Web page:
Any American who supports Israel has the right to establish a land that "God gave them" should really think.....
Anyone who uses "God" in whatever situation needs to think. No god.
because if people can just take back land that was "stolen" from them and because they "say so". I as a descendant of the original owners of the land will be first in line to take back what is mine. Care to "give back" your land to any of my relatives?
Why has no one taken up the cause for dispossessed Palestinian property owners, in an attempt to redress their legitimate claims? The big answer is that the Palestinians have been used as pawns by their Arab benefactors. The Syrians, the Saudis, and the Iranians don't want to make sure homeowners are compensated for the loss of their property (many fled, abandoning their homes and chose refugee camps instead). They want the Palestinians as a people kept in a state of flux, so they can keep demanding that Israel be dissolved.
However, you point out one of the major problems with any questions regarding 'peoples' and lost land.
The only argument that could be used against 'me' and 'my land' would be that 'your' ancestors once held the land. It is an argument based on ancestral claims. The only argument more specious than this is the theological argument. It replaces what some imaginary god supposedly desires, with a grievance of long-dead persons. Admittedly, slightly more legitimate, but fraught with just as many problems.
Iraq used this excuse to invade and occupy Kuwait. The Argentine junta used it to invade and occupy the Falkland Islands. China uses it in their continuing occupation of Tibet. Germany had used it against Poland. It goes on and on. There is no easy way to settle such disputes because they use ancestral claims balanced against actual living people who (in some cases) have lived in the disputed area for generations. There is no easy answer, and in almost all cases with which I'm aware, the only way such claims are addressed is through bloodshed, with the winner settling the claim.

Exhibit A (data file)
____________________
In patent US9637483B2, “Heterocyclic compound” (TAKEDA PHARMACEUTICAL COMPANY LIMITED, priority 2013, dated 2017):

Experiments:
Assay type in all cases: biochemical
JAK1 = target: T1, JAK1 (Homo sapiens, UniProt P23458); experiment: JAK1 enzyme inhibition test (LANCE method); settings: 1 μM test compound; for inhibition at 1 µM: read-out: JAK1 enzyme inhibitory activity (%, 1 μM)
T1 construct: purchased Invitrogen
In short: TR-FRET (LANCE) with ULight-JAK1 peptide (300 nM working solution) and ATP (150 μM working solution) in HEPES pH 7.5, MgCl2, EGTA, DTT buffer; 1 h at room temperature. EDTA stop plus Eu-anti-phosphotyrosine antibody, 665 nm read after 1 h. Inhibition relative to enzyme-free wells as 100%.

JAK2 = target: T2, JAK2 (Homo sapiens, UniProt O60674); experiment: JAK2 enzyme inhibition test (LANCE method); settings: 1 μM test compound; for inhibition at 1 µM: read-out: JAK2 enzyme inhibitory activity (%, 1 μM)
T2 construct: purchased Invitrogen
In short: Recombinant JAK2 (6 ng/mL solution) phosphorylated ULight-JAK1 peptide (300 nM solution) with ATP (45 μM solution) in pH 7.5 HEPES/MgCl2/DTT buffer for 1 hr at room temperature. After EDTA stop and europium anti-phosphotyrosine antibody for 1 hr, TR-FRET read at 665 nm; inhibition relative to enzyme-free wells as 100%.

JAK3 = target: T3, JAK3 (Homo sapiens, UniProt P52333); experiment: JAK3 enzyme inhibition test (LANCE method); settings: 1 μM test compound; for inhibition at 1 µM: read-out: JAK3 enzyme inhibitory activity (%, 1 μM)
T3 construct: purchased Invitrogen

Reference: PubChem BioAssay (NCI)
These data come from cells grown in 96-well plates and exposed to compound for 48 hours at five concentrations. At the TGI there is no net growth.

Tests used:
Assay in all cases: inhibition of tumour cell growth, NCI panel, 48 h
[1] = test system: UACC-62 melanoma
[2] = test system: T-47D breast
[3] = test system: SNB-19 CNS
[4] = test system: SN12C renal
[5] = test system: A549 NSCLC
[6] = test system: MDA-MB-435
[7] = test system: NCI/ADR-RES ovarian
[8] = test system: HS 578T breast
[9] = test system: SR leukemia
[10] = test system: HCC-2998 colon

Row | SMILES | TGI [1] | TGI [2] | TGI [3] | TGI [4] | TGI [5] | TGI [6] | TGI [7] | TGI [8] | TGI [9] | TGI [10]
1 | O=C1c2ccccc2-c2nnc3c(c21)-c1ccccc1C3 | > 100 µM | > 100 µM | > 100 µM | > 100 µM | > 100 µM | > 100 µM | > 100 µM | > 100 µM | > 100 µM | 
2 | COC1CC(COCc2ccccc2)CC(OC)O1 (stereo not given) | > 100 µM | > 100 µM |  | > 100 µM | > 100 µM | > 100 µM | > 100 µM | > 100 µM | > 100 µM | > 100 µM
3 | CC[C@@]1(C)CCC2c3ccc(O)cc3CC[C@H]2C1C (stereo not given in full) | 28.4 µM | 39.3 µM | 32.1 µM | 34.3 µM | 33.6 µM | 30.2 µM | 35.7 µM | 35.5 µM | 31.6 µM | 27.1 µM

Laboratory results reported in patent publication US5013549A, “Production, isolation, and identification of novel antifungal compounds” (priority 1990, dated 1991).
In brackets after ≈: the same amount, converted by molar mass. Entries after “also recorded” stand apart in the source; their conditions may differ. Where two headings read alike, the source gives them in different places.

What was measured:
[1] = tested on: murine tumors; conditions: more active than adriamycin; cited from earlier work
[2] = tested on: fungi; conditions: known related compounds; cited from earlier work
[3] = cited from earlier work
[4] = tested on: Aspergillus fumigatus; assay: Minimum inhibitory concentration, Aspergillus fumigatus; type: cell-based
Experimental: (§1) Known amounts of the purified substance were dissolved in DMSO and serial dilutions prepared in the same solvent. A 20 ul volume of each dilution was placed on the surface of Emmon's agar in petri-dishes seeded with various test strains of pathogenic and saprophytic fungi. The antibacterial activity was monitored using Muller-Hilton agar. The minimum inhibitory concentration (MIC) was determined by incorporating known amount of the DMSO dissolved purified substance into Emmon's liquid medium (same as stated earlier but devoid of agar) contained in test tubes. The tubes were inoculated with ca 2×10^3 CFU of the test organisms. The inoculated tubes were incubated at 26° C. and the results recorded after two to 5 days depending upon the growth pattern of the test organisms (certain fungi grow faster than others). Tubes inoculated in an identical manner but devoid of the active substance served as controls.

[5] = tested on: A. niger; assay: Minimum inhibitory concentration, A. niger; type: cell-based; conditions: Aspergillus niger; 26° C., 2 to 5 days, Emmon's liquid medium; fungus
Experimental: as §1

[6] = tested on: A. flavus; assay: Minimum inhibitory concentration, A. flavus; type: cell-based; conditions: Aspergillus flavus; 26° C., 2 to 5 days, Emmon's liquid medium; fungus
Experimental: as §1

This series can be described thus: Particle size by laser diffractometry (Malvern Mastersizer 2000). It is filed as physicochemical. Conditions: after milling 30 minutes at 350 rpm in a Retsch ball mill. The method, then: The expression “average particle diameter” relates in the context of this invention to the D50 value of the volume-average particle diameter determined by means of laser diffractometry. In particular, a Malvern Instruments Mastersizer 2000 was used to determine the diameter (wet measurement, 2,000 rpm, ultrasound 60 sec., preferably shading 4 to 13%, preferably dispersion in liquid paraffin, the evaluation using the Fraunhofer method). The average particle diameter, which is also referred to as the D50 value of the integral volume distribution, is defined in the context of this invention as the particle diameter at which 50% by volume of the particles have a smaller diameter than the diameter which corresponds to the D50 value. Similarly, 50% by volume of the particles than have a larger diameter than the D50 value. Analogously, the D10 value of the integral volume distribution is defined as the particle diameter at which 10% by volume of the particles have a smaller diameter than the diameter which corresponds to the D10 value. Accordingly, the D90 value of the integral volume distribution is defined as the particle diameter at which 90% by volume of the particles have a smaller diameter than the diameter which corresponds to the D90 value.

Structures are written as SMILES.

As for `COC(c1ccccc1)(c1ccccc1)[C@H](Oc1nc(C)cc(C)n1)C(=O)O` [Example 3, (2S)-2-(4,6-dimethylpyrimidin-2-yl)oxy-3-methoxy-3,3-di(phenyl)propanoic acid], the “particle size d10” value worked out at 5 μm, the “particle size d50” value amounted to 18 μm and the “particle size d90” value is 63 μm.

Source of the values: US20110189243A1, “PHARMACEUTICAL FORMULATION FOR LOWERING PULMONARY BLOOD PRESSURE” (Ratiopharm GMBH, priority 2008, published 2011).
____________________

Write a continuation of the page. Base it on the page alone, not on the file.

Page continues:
Let's take the cases of the Falklands and Kuwait. The Kuwaitis don't consider themselves Iraqi, and the inhabitants of the Falklands were British, not Argentinian. Forget the nations' claims: The people there did not want to be 'returned' to what they saw as foreign rule. Both arguments were settled by force. Kuwait was denied to Iraq, and the Falklands still remain free of Argentina.
Now on to Israel and Palestine
Dispossessing people of their land is generally frowned on in the 21st century. Ancestral claims and the even more tenuous religious claims are generally rejected in favor of the claims of current inhabitants to the lands in question. In light of this, the question of ownership of Israeli land (pre '67) is over. It was given to them and they kept it by force. Israel was founded, internationally recognized by the world's powers, admitted into the UN etc. Since this occurred over 60 years ago, most if not all of the original title holders to the lands are dead. If Palestinian sympathizers cared for the actual dispossessed owners, they should push for some sort of compensation for those remaining. Otherwise, this is a done deal. The children of the original owners have no rights to the land, and whatever compensation there is, should be adjudicated.
However, Israel seized land in 1967 in a preemptive war on the eve of a massive attack that was marshaled at their borders. They kept that land too long, and even now, are trying to hold onto 'Judea and Samaria' with the insidious Settlement Policy. This tactic should be roundly denounced. In fact, it has hurt American-Israeli relations, and in the long run, is dangerous for Israel and undermines the formation of a viable Palestinian state on the West Bank.